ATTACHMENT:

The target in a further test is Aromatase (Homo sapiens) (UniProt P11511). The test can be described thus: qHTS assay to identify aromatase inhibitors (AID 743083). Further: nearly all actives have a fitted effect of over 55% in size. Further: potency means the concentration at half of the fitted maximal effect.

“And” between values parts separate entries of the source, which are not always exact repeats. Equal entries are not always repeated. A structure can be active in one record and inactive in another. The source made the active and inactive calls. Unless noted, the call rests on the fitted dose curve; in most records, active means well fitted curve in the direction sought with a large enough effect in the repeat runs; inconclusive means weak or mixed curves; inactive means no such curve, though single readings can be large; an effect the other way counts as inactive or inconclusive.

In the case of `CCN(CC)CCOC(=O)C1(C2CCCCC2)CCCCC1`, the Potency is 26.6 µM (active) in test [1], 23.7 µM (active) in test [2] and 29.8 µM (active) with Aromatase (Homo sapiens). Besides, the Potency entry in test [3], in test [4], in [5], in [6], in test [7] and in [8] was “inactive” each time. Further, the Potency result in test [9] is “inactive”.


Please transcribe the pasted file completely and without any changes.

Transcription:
The target in a further test is Aromatase (Homo sapiens) (UniProt P11511). The test can be described thus: qHTS assay to identify aromatase inhibitors (AID 743083). Further: nearly all actives have a fitted effect of over 55% in size. Further: potency means the concentration at half of the fitted maximal effect.

“And” between values parts separate entries of the source, which are not always exact repeats. Equal entries are not always repeated. A structure can be active in one record and inactive in another. The source made the active and inactive calls. Unless noted, the call rests on the fitted dose curve; in most records, active means well fitted curve in the direction sought with a large enough effect in the repeat runs; inconclusive means weak or mixed curves; inactive means no such curve, though single readings can be large; an effect the other way counts as inactive or inconclusive.

In the case of `CCN(CC)CCOC(=O)C1(C2CCCCC2)CCCCC1`, the Potency is 26.6 µM (active) in test [1], 23.7 µM (active) in test [2] and 29.8 µM (active) with Aromatase (Homo sapiens). Besides, the Potency entry in test [3], in test [4], in [5], in [6], in test [7] and in [8] was “inactive” each time. Further, the Potency result in test [9] is “inactive”.